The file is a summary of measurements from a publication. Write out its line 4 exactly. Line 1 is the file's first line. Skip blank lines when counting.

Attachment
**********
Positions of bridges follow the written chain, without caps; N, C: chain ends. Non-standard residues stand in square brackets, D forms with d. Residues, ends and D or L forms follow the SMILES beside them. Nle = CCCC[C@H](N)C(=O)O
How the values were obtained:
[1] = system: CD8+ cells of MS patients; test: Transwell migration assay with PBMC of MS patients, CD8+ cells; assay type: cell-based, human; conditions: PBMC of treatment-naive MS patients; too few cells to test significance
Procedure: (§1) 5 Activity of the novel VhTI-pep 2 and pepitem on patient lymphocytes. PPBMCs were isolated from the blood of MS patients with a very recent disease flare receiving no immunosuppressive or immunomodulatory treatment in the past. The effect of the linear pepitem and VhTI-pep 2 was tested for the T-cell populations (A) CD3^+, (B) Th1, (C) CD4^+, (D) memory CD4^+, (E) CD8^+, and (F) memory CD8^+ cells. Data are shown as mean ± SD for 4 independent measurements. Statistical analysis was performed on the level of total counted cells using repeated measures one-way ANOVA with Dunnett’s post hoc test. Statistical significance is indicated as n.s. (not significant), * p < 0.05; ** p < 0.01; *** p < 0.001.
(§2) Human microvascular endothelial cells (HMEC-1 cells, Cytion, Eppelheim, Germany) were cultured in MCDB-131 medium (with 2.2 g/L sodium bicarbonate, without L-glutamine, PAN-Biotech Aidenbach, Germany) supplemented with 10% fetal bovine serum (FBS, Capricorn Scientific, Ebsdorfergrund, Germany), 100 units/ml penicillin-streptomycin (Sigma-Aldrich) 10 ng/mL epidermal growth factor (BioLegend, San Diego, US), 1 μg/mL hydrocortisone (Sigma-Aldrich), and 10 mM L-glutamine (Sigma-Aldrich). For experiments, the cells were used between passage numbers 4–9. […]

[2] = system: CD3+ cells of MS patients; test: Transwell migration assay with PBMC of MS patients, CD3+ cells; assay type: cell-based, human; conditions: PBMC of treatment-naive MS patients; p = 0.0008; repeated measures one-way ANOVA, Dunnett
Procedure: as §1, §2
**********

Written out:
Procedure: (§1) 5 Activity of the novel VhTI-pep 2 and pepitem on patient lymphocytes. PPBMCs were isolated from the blood of MS patients with a very recent disease flare receiving no immunosuppressive or immunomodulatory treatment in the past. The effect of the linear pepitem and VhTI-pep 2 was tested for the T-cell populations (A) CD3^+, (B) Th1, (C) CD4^+, (D) memory CD4^+, (E) CD8^+, and (F) memory CD8^+ cells. Data are shown as mean ± SD for 4 independent measurements. Statistical analysis was performed on the level of total counted cells using repeated measures one-way ANOVA with Dunnett’s post hoc test. Statistical significance is indicated as n.s. (not significant), * p < 0.05; ** p < 0.01; *** p < 0.001.